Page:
The goals for the beginning years of this milinneum which the UN set to accomplish by 2015 are impressive:

 

1. Eradicate extreme poverty and hunger.

2. Achieve universal primary education.

3. Promote gender equality and empower women

4. Reduce child mortality

5. Improve maternal health

6. Combat HIV/AIDS, malaria, and other devastating diseases.

7. Ensure environmental sustainability.

8. Develop a global partnership for development.

 

We were deeply grieved to learn that the total budget set to complete ALL these noble goals is only half of the United States’ budget this year to wage war in Iraq! Click here if you wish to donate to World Peace!

There are 24,000 people who starve to death each day in the world. One half of the world’s population lives on $2 a day! The Council’s work will never stop until everyone eats and is educated! Another of the UN’s important functions is to try to reunite orphans with a family member to prevent their being taken into sex-slavery trafficking, or to prevent organ harvesting. UNICEF , which has its annual drive each year around Halloween, helps feed children of the world. On any international trip you can donate your foreign coins which are left over from an international trip to this fund. Most airlines have envelopes for this if you ask. It’s a great way to get rid of all that change that can buy nothing when you leave a country! Look for t he UNICEF jars in Duty Free airport kiosks.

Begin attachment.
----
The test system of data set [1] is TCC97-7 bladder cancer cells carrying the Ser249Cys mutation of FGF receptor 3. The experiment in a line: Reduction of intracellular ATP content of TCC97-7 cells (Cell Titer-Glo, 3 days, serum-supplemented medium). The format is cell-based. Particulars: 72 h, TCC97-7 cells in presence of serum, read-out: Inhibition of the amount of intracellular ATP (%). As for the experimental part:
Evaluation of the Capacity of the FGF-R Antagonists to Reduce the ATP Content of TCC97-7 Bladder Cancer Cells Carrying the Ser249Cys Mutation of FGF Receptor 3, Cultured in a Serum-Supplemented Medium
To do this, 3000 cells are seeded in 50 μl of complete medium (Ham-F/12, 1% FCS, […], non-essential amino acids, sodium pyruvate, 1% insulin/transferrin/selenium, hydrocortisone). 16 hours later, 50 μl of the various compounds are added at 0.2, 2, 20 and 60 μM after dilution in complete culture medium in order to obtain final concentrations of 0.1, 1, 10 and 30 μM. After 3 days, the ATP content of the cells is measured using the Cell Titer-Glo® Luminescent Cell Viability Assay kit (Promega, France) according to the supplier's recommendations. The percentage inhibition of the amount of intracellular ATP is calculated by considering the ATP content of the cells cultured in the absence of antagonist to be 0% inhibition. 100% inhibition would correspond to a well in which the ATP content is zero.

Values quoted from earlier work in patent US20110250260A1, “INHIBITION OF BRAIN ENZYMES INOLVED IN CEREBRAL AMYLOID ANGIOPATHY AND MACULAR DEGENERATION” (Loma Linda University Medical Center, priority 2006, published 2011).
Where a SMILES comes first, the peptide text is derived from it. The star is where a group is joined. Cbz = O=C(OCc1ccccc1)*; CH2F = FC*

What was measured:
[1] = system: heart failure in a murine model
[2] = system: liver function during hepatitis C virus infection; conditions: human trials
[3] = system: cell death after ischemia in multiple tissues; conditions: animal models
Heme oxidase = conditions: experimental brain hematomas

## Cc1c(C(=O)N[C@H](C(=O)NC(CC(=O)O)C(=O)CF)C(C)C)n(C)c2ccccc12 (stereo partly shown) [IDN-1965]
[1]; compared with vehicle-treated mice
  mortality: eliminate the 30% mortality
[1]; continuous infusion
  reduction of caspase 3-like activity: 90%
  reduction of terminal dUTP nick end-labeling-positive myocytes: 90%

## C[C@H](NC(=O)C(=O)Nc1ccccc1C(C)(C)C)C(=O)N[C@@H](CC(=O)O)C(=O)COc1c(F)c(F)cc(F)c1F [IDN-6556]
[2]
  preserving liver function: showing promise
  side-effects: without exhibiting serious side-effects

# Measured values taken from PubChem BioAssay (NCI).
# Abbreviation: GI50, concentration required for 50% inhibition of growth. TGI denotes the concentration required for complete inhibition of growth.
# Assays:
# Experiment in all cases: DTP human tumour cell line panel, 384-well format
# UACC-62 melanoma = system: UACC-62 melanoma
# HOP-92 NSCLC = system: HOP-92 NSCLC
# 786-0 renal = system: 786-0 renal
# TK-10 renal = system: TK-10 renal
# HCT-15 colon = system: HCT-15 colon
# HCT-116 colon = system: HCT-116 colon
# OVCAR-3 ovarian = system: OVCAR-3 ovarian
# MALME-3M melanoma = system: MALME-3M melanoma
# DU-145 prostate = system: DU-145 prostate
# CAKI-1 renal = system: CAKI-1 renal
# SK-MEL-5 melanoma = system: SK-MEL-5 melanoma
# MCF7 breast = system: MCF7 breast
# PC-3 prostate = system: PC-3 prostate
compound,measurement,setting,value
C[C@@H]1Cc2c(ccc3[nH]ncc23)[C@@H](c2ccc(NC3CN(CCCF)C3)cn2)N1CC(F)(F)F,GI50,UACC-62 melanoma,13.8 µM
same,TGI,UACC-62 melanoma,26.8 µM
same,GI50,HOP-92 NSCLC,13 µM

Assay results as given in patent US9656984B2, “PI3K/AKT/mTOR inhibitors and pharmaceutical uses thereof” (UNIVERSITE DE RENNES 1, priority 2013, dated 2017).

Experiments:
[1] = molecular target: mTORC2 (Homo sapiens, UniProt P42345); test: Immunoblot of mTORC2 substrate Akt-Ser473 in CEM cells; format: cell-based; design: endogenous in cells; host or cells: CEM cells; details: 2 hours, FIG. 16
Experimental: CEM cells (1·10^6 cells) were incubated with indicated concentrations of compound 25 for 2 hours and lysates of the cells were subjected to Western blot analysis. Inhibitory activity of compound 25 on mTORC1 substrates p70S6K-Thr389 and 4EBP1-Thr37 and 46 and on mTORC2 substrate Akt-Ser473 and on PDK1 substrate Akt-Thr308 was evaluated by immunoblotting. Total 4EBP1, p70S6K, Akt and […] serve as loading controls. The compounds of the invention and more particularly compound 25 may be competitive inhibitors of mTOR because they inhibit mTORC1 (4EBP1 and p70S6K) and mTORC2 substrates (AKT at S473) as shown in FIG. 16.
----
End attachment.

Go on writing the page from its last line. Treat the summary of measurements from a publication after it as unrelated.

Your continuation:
On our tour we we speechless in front of the beautiful mosaic mural of all the nations and religions of the world together.. It’s title is “Do Unto Others” (as you would want them to do unto you: the Golden Rule). This mosaic was commissioned for the fortieth anniversary of the UN. A Venician artist created this with 22,000 tiles, inspired by a Norman Rockwall painting.